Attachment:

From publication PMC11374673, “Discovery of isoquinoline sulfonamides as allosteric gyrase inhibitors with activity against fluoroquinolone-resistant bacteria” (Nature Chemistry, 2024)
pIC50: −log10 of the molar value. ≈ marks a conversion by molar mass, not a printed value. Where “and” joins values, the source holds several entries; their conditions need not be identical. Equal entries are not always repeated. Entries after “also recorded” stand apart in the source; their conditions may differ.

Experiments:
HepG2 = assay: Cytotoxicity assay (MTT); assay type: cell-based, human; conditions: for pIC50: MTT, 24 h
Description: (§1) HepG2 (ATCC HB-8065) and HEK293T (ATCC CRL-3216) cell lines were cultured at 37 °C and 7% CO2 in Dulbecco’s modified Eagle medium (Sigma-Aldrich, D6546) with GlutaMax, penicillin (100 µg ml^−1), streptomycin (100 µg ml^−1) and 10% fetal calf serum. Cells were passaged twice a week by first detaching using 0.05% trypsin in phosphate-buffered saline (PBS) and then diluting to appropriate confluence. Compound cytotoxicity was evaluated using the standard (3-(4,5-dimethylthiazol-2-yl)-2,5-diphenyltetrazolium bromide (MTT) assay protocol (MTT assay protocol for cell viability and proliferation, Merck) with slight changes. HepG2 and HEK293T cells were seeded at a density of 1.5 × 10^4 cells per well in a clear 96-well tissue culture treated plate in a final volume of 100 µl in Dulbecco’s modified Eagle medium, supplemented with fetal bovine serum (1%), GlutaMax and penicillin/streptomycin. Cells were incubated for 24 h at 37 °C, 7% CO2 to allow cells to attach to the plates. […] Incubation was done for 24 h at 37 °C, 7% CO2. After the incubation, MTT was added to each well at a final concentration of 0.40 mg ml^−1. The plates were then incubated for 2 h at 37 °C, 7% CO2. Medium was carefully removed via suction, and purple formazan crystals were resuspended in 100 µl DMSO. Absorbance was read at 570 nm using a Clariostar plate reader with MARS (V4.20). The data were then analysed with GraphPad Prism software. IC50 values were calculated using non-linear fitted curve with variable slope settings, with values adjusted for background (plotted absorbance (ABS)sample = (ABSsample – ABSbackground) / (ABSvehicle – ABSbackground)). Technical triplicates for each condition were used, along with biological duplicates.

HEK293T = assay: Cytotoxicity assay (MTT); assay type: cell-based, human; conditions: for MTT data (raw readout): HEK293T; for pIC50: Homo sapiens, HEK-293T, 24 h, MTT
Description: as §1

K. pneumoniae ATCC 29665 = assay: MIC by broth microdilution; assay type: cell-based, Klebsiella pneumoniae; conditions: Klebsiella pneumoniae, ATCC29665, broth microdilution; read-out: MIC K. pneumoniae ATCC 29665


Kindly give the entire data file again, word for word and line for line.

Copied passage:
From publication PMC11374673, “Discovery of isoquinoline sulfonamides as allosteric gyrase inhibitors with activity against fluoroquinolone-resistant bacteria” (Nature Chemistry, 2024)
pIC50: −log10 of the molar value. ≈ marks a conversion by molar mass, not a printed value. Where “and” joins values, the source holds several entries; their conditions need not be identical. Equal entries are not always repeated. Entries after “also recorded” stand apart in the source; their conditions may differ.

Experiments:
HepG2 = assay: Cytotoxicity assay (MTT); assay type: cell-based, human; conditions: for pIC50: MTT, 24 h
Description: (§1) HepG2 (ATCC HB-8065) and HEK293T (ATCC CRL-3216) cell lines were cultured at 37 °C and 7% CO2 in Dulbecco’s modified Eagle medium (Sigma-Aldrich, D6546) with GlutaMax, penicillin (100 µg ml^−1), streptomycin (100 µg ml^−1) and 10% fetal calf serum. Cells were passaged twice a week by first detaching using 0.05% trypsin in phosphate-buffered saline (PBS) and then diluting to appropriate confluence. Compound cytotoxicity was evaluated using the standard (3-(4,5-dimethylthiazol-2-yl)-2,5-diphenyltetrazolium bromide (MTT) assay protocol (MTT assay protocol for cell viability and proliferation, Merck) with slight changes. HepG2 and HEK293T cells were seeded at a density of 1.5 × 10^4 cells per well in a clear 96-well tissue culture treated plate in a final volume of 100 µl in Dulbecco’s modified Eagle medium, supplemented with fetal bovine serum (1%), GlutaMax and penicillin/streptomycin. Cells were incubated for 24 h at 37 °C, 7% CO2 to allow cells to attach to the plates. […] Incubation was done for 24 h at 37 °C, 7% CO2. After the incubation, MTT was added to each well at a final concentration of 0.40 mg ml^−1. The plates were then incubated for 2 h at 37 °C, 7% CO2. Medium was carefully removed via suction, and purple formazan crystals were resuspended in 100 µl DMSO. Absorbance was read at 570 nm using a Clariostar plate reader with MARS (V4.20). The data were then analysed with GraphPad Prism software. IC50 values were calculated using non-linear fitted curve with variable slope settings, with values adjusted for background (plotted absorbance (ABS)sample = (ABSsample – ABSbackground) / (ABSvehicle – ABSbackground)). Technical triplicates for each condition were used, along with biological duplicates.

HEK293T = assay: Cytotoxicity assay (MTT); assay type: cell-based, human; conditions: for MTT data (raw readout): HEK293T; for pIC50: Homo sapiens, HEK-293T, 24 h, MTT
Description: as §1

K. pneumoniae ATCC 29665 = assay: MIC by broth microdilution; assay type: cell-based, Klebsiella pneumoniae; conditions: Klebsiella pneumoniae, ATCC29665, broth microdilution; read-out: MIC K. pneumoniae ATCC 29665